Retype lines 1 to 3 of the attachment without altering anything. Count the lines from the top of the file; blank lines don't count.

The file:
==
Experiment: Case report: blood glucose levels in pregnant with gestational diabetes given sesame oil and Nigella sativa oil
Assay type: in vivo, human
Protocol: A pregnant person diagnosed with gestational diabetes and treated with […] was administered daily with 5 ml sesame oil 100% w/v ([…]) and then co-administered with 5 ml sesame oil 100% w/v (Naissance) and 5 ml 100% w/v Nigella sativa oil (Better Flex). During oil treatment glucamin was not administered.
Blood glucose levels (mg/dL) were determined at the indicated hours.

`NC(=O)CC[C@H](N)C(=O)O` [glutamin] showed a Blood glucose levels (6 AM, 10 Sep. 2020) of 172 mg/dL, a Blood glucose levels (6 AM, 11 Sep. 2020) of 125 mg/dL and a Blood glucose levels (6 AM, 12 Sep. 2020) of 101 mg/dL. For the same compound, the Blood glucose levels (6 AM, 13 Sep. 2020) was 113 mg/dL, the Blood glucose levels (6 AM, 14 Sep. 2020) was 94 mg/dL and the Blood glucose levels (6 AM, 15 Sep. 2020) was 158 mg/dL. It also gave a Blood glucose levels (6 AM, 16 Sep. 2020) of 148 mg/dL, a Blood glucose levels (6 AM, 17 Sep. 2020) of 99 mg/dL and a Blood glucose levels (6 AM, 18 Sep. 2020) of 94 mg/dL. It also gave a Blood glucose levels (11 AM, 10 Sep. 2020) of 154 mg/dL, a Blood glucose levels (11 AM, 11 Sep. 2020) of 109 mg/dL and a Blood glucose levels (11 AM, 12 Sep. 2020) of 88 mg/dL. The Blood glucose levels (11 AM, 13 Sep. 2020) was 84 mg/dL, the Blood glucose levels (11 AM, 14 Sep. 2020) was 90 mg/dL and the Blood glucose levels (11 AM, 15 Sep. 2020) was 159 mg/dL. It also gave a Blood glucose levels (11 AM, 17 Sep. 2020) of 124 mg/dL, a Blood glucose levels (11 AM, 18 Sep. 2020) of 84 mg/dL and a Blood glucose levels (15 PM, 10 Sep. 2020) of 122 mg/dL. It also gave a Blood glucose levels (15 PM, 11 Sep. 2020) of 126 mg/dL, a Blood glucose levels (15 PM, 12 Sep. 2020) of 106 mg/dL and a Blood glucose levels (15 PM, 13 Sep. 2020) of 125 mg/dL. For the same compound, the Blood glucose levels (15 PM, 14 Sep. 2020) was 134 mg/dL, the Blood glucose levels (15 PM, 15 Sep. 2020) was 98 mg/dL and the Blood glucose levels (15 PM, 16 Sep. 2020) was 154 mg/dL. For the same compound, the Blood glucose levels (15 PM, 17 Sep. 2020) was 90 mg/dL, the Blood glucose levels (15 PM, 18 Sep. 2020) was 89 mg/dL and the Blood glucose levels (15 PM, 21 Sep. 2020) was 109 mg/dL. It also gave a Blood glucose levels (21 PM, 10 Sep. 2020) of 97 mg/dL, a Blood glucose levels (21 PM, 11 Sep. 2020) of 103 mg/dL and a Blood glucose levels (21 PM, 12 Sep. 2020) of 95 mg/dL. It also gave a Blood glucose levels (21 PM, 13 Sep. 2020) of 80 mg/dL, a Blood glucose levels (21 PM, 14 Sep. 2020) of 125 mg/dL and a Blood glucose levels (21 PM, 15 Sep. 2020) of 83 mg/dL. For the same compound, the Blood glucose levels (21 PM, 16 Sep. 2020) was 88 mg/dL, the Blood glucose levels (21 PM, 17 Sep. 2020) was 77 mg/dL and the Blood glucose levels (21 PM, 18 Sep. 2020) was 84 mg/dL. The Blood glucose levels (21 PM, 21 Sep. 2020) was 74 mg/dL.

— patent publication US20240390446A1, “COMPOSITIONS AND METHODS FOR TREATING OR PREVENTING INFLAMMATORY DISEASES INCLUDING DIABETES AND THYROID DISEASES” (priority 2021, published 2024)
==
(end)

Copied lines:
Experiment: Case report: blood glucose levels in pregnant with gestational diabetes given sesame oil and Nigella sativa oil
Assay type: in vivo, human
Protocol: A pregnant person diagnosed with gestational diabetes and treated with […] was administered daily with 5 ml sesame oil 100% w/v ([…]) and then co-administered with 5 ml sesame oil 100% w/v (Naissance) and 5 ml 100% w/v Nigella sativa oil (Better Flex). During oil treatment glucamin was not administered.